We started with what we thought would be the ideal society. It should be fair, it should be modern (in that it takes into account the 21st century) and it should be realistic. I think that the Internet should've been a right because Finland has that right. The Charter we have created is showing what we think should be implemented into a world wide Charter of Rights and Freedoms like the one Canada has. This Charter is a combination of what we have learned and what we could see change in today’s modern world. I think that these rights should be available to everybody in the univers

Wednesday, 8 January 2014

GINS Post #5

We just studied the Canadian Charter of Rights and Freedoms. In my GINS novel, Shaken, in Haiti, there is a similar constitution called the Constitution of Haiti. This constitution guarantees freedom of press and speech, although there is nothing mentioned about discrimination. Lawyers are given immunity, but because of the corruption, these lawyers are bribed, threatened or killed. In fact, husbands are allowed to murder their wives if they are found dating another man!

I've been thinking about how Haiti would be like if it had a charter like Canada's...

If the Canadian Charter applied in Haiti, the legal rights would definitely benefit the lawyers and the rate of crime would go down. In Canada, legal rights make torture and physical punishment illegal. In Haiti, since torture is used regularly to stop witnesses and lawyers from appearing in court. The crime rate would go down because witnesses could testify more. Another thing that the Constitution of Haiti lacked is a section detailing mobility rights. In Canada, you're allowed to move anywhere in Canada you want and make a living there. In Haiti, basically 90% of the population is in poverty, and they can't earn a living there. If the Canadian Charter is applied to Haiti, then there would be way less poverty as everyone would be able to earn a living.

Well anyways, thanks for reading and have a happy 2014!

Wednesday, 20 November 2013

GINS Post #4 – Connections between consumerism and economic systems and my book

Hey guys,

Today I'm going to talk about the connection between consumerism/economic systems with the book that I am reading (here).

So, in Shaken, which takes place in Haiti, there really is no system to buy goods/services. It's pretty much every man for himself out there, and many common things that you have in your house/you can buy at a grocery store are rare there because of the issue of poverty in Haiti. Obviously, if you come across a poor country/state, you don't expect a Walmart or a McDonalds, but since Haiti is located in North America, you would definitely expect some of the influence of the US/South America to rub of on them. Instead, because of the location of Haiti (on 2 different seismic faults) and because of how Haiti was formed as a country, the economic system started out poorly. This was also exacerbated in the 2010 earthquake, which damaged a lot of infrastructure originally used for the economic system. Add in the fact that the politics in the area were unstable, and the fact that the government adopted many bad policies, and then you've got a barely functioning (if at all) economy.

Well, that's it for this post, thanks for reading!

Monday, 18 November 2013

GINS Post #3 Roundtable #2

Hey guys,

This is the second roundtable for the GINS project, with 2 other kids.


Tuesday, 29 October 2013

GINS Post #2 Roundtable #1

Me and 3 other kids (Phil, Isaac, Jared) recorded a roundtable discussion on our books so far.

Thursday, 24 October 2013

Global Issues Novel Study Post #1

Hey people

This is my first post on the Global Issues Novel Study project. For this project I decided to read Shaken by Eric Walters. These are my thoughts on the first 70 pages of the novel. For those of you not familiar with this book, it's about the 2010 Haiti earthquake. The book is historical fiction, which means that the book is set in the past, with actual events and environments, but the main character(s) tend to be fictional. The main issue that's being addressed is poverty and earthquakes in poor areas, but in the first 70 pages, only poverty is addressed. I chose this novel because I really think I connect with this issue. Earthquakes have impacted me deeply, because one of my friends in China lived in the Sichuan province and was affected by the earthquake there in April of this year. I already know that Haiti is the poorest country in North America, that it's in Central America and that it is French. I have a few questions that I thought of when I started the novel.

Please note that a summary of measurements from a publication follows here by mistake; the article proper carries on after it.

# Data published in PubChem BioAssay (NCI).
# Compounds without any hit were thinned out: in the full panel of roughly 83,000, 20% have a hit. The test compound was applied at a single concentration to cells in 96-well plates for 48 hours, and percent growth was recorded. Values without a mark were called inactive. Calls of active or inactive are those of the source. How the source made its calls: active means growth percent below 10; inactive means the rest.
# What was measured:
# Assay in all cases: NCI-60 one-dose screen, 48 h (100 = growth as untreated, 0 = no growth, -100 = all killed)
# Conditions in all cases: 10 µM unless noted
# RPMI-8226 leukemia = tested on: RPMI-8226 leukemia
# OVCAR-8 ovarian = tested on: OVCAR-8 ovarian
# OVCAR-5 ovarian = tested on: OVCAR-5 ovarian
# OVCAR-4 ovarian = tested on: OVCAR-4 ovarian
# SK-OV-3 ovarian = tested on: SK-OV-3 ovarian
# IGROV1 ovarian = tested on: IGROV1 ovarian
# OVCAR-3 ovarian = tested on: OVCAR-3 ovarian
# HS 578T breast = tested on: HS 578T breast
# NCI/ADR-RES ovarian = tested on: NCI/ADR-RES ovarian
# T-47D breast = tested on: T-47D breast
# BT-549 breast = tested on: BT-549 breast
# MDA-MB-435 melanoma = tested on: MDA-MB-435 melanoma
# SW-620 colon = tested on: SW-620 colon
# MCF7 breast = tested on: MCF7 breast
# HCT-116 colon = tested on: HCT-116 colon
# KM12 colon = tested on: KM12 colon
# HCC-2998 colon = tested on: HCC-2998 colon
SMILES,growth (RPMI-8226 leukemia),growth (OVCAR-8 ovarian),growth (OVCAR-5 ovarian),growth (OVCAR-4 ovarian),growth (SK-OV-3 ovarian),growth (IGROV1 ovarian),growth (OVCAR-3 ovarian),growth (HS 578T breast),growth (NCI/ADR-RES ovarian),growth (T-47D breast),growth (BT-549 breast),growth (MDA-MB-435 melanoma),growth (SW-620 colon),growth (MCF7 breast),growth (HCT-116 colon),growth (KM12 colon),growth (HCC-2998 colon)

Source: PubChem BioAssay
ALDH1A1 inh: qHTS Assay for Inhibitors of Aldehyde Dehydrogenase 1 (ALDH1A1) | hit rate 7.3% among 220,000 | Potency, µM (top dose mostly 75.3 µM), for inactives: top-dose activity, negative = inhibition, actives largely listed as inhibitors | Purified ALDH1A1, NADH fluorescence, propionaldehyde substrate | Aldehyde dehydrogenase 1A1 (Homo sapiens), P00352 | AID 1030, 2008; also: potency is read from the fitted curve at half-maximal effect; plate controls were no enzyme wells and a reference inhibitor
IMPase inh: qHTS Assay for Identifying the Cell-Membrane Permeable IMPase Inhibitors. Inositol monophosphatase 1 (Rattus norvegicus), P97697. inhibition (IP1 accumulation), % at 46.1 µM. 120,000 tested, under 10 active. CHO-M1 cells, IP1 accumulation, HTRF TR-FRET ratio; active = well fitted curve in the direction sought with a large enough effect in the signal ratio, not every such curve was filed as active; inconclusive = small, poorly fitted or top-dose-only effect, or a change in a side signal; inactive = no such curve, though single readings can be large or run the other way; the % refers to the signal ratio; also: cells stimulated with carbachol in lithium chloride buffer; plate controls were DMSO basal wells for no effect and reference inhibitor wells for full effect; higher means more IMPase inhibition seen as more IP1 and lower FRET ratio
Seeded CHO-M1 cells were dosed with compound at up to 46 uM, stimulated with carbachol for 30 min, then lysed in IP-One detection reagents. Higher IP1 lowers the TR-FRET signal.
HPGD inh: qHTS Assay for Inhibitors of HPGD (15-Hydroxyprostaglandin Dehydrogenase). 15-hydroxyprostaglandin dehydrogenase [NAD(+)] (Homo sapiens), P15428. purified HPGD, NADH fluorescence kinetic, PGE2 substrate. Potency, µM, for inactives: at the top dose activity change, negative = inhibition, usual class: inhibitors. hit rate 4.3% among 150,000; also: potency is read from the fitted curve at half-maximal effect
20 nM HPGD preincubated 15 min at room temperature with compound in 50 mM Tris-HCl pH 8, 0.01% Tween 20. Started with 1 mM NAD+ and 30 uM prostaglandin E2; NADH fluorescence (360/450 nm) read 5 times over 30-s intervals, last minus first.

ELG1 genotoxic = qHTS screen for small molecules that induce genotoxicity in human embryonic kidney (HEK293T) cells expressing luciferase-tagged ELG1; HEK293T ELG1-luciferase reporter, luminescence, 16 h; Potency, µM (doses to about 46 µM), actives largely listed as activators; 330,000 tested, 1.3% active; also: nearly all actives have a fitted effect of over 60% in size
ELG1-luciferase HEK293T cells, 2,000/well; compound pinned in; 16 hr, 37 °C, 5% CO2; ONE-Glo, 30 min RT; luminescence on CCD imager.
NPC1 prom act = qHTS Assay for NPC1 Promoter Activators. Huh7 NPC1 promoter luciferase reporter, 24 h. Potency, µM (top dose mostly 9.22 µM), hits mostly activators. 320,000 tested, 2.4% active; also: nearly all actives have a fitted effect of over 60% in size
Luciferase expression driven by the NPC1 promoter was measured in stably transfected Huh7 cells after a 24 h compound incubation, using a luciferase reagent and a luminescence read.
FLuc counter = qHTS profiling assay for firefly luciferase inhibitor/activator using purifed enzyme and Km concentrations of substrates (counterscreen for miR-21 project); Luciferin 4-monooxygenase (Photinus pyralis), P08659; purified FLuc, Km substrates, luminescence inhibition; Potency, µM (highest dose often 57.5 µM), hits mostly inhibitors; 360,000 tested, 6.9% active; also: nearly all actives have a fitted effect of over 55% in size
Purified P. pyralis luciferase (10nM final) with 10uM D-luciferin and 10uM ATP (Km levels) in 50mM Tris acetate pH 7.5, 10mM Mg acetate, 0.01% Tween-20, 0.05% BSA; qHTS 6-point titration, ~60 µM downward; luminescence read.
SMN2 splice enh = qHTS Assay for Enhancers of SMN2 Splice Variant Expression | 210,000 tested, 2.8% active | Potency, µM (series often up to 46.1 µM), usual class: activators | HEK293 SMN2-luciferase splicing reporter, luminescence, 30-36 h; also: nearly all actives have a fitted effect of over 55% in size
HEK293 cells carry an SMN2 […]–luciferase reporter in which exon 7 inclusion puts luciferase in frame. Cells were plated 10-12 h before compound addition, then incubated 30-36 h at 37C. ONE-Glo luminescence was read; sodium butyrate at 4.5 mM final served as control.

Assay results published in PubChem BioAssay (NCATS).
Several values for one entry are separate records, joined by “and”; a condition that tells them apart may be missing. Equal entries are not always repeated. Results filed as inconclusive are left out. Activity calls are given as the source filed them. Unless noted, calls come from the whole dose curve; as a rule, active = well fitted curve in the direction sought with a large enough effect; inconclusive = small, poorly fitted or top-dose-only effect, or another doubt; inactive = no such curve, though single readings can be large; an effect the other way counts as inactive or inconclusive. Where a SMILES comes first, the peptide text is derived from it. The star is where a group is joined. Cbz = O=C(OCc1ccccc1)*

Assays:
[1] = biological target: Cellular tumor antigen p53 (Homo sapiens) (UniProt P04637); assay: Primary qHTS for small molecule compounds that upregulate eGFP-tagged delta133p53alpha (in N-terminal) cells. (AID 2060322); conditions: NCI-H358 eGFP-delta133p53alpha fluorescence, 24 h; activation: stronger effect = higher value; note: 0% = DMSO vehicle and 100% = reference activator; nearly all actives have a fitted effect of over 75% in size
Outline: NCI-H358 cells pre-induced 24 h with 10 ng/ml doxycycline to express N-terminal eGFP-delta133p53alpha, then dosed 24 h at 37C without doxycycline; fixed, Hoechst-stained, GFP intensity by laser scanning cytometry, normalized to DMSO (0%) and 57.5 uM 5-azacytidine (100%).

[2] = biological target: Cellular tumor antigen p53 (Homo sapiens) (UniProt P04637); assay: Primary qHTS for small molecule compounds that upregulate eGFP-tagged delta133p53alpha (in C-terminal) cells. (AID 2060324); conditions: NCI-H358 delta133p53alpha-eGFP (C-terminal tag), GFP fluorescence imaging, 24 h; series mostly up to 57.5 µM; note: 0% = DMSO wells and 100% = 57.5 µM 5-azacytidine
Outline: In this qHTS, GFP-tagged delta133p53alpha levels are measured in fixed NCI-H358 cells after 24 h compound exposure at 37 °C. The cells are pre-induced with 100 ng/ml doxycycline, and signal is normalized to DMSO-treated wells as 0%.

I wonder if the author has actually been to Haiti...
Did the author piece the info together from information online/in books or did he actually visit the airport?
Why did Joshua's mother have to die?
How come there's no snow outside when its in January/December?

And finally, the characters so far:

Joshua - A church kid who's dad is a priest
Naomi - A girl with diabetes
Joshua's Dad - a Minister/Priest guy
Iris - The wanna-be girlfriend of his dad

Wednesday, 23 October 2013

Litspiration Challenge #1 (2013)

Hey people

I've decided to do my litspiration challenge on a quote from the Ranger's Apprentice series, specifically The Emperor of Nihon-Ja. The Ranger's Apprentice series follows the story of a young man named Will as he trains as an apprentice to become a Ranger. Rangers are basically the medieval equivalent of covert ops espionage people.

 Anyways, my quote is:























I found this quote after reading the entire series about 3 times. I think that this quote holds true for basically anything in life. Getting a job, driving, just life in general, should follow this principle. Life is dangerous because there are always risks, but you have to learn how to take the right risks. This phrase holds true for everything, and that's why I chose this quote as my litspiration challenge. I had 5 candidates that I chose from, and it took quite a while to decide. This quote's meaning, its theme, is also very deep for me. In many incidences in my life so far, I have taken risks, but many times I failed. I feel that everyone could learn from this phrase, and that everyone should have it as a principle to live by.